Two further account books of Princess Augusta covering the period 1736–1743 include additional payments to Lacam and Dutens;[8] The payment to Peter Dutens of £100 in August 1740 is the closest in time to the gift of the clock to Mrs Strangways Horner, recorded on the inscription as made in September 1740.

Peter Dutens enjoyed a close financial relationship to both the Prince and Princess of Wales; he received £4,000 from the Prince in June 1741, a further £400 in September 1742 as ‘on bond per warrant’; and a further £3,000 on 2 January 1745 described as ‘bill principal of adjusted accounts’. Isaac Lacam is described in the Archives of the Duchy of Cornwall as ‘jeweller to the Princess of Wales’. These jewellers subscribed to bonds in favour of the Prince’s household which helped to finance his royal patronage. Of some £24,000 in bonds, Dutens and Lacam subscribed the largest amounts; Lacam subscribing £1,500. 

Peter Dutens’ trade card (Figure 14) advertised in English and French, gold and silver toys, snuff boxes, jewellery and silver plate from his premises at the sign of the Golden Cup, Chandos Street, St Martin’s Lane. By 1736 Dutens had moved to Leicester Fields closer to Leicester House where Frederick and Augusta established their London home in the 1740s. Dutens was a retailing jeweller and diamond merchant (Heal, 1935). Of Huguenot origin, he was closely linked to London’s Huguenot communities in the West End and the City. The executor of his will in 1761 was James John Majendie, Minister of the Eglise des Grecs in Hog Lane, Soho. Dutens left a bequest of £100 to the Huguenot charity, the French Hospital, known as La Providence then situated in the parish of St Luke’s Clerkenwell (North, 2007).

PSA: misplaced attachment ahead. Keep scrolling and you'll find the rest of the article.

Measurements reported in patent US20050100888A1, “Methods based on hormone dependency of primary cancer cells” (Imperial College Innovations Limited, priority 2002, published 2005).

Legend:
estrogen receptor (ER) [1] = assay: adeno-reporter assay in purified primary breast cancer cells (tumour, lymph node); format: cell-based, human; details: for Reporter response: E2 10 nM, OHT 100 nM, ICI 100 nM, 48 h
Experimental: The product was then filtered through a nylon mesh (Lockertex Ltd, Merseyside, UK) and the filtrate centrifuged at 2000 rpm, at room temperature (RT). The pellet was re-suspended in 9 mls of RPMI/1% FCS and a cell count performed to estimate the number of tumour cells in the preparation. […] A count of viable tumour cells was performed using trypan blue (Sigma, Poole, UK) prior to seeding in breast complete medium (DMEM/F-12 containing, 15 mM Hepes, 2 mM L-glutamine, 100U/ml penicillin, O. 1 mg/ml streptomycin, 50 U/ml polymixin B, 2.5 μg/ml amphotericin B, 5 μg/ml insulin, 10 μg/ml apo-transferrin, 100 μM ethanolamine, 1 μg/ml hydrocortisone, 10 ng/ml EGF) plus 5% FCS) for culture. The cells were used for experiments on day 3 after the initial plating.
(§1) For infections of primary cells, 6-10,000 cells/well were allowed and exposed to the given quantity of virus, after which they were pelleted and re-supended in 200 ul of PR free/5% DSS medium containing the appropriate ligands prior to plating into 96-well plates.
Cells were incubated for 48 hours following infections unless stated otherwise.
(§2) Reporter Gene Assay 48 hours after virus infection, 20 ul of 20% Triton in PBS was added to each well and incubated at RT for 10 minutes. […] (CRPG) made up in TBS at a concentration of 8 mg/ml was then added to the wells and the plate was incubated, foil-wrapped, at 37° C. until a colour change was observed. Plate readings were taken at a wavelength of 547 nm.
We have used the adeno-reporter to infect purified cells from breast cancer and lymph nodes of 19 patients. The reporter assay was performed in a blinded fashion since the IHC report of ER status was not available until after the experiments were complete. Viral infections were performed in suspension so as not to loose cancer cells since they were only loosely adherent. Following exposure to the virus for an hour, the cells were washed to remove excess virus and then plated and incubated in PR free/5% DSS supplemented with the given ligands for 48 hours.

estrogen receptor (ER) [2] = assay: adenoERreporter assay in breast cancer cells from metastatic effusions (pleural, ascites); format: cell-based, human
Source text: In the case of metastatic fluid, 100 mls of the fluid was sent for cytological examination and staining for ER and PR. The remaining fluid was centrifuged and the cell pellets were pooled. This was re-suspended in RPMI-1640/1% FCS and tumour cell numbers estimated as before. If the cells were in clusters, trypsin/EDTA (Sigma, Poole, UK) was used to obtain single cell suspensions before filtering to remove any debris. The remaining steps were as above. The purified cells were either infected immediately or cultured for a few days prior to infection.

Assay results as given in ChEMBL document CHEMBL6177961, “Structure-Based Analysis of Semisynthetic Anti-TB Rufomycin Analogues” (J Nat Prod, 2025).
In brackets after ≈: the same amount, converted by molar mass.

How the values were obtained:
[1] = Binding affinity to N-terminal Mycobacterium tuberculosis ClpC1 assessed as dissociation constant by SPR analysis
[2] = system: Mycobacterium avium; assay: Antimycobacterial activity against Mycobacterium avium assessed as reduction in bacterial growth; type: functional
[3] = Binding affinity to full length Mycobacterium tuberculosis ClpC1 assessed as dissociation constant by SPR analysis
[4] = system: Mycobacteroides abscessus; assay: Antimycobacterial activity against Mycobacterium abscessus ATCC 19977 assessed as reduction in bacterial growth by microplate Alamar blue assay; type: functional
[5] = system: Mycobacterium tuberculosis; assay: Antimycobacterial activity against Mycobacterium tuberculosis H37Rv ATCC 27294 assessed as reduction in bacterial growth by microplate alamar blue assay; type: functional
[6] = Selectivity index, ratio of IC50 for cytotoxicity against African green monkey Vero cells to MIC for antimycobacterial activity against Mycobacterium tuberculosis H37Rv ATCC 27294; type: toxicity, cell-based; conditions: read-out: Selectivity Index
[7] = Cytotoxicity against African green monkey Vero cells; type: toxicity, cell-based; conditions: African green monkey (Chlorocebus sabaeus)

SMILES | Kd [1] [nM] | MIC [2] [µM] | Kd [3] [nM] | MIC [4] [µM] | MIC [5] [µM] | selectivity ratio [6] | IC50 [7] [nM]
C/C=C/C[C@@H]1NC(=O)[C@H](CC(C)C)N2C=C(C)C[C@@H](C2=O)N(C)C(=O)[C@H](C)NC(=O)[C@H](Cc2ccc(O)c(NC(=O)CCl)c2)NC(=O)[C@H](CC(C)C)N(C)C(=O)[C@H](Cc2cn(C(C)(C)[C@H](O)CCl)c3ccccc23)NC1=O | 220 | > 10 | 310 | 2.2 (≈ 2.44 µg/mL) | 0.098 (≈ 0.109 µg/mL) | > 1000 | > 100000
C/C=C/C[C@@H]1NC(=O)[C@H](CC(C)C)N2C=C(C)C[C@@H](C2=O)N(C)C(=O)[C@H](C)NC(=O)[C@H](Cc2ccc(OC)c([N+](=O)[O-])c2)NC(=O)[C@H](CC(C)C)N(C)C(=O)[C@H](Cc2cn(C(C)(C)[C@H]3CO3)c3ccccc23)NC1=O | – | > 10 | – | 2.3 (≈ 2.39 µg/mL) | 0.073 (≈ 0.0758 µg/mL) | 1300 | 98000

The high rococo character of the case echoes another commission associated with the Strangways Horner family on loan for display in the V&A’s British Galleries (Figure 15). This is a remarkable silver-gilt ewer and basin chased with marine imagery and engraved with the coat of arms of Fox impaling Hope for Stephen Fox, from 1741, 1st Earl of Ilchester whose mother Christina was the daughter of Rev Francis Hope. The set may have been commissioned as an addition to the earlier toilet service marked by Daniel Garnier which Mrs Strangways Horner presented to her daughter Elizabeth in 1740; a traditional gift for a young wife. Like the sophisticated silver case for the small clock, neither the ewer nor basin are marked.